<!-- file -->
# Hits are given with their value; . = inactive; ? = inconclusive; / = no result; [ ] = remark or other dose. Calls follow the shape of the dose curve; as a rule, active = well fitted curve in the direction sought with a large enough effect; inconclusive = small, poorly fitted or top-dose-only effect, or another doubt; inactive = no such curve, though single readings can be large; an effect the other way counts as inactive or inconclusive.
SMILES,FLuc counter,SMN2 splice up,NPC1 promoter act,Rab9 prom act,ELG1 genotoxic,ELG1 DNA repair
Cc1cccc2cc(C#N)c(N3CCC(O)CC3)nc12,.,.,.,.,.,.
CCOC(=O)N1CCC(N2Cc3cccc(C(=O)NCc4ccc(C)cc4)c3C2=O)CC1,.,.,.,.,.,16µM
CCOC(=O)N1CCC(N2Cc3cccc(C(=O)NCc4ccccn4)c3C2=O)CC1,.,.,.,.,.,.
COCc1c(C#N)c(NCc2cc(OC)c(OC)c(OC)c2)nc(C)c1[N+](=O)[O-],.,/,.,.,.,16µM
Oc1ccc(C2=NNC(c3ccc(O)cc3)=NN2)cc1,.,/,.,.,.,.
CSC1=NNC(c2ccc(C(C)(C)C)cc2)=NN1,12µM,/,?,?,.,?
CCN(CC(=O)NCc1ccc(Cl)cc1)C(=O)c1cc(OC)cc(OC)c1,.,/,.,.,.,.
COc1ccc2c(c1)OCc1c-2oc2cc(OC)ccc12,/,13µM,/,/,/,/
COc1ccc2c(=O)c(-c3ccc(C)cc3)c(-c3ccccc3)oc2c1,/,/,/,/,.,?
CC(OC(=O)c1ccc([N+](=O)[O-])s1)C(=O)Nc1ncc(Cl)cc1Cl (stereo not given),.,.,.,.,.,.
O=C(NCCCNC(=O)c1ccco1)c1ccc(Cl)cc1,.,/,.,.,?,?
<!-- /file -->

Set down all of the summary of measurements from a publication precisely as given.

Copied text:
# Hits are given with their value; . = inactive; ? = inconclusive; / = no result; [ ] = remark or other dose. Calls follow the shape of the dose curve; as a rule, active = well fitted curve in the direction sought with a large enough effect; inconclusive = small, poorly fitted or top-dose-only effect, or another doubt; inactive = no such curve, though single readings can be large; an effect the other way counts as inactive or inconclusive.
SMILES,FLuc counter,SMN2 splice up,NPC1 promoter act,Rab9 prom act,ELG1 genotoxic,ELG1 DNA repair
Cc1cccc2cc(C#N)c(N3CCC(O)CC3)nc12,.,.,.,.,.,.
CCOC(=O)N1CCC(N2Cc3cccc(C(=O)NCc4ccc(C)cc4)c3C2=O)CC1,.,.,.,.,.,16µM
CCOC(=O)N1CCC(N2Cc3cccc(C(=O)NCc4ccccn4)c3C2=O)CC1,.,.,.,.,.,.
COCc1c(C#N)c(NCc2cc(OC)c(OC)c(OC)c2)nc(C)c1[N+](=O)[O-],.,/,.,.,.,16µM
Oc1ccc(C2=NNC(c3ccc(O)cc3)=NN2)cc1,.,/,.,.,.,.
CSC1=NNC(c2ccc(C(C)(C)C)cc2)=NN1,12µM,/,?,?,.,?
CCN(CC(=O)NCc1ccc(Cl)cc1)C(=O)c1cc(OC)cc(OC)c1,.,/,.,.,.,.
COc1ccc2c(c1)OCc1c-2oc2cc(OC)ccc12,/,13µM,/,/,/,/
COc1ccc2c(=O)c(-c3ccc(C)cc3)c(-c3ccccc3)oc2c1,/,/,/,/,.,?
CC(OC(=O)c1ccc([N+](=O)[O-])s1)C(=O)Nc1ncc(Cl)cc1Cl (stereo not given),.,.,.,.,.,.
O=C(NCCCNC(=O)c1ccco1)c1ccc(Cl)cc1,.,/,.,.,?,?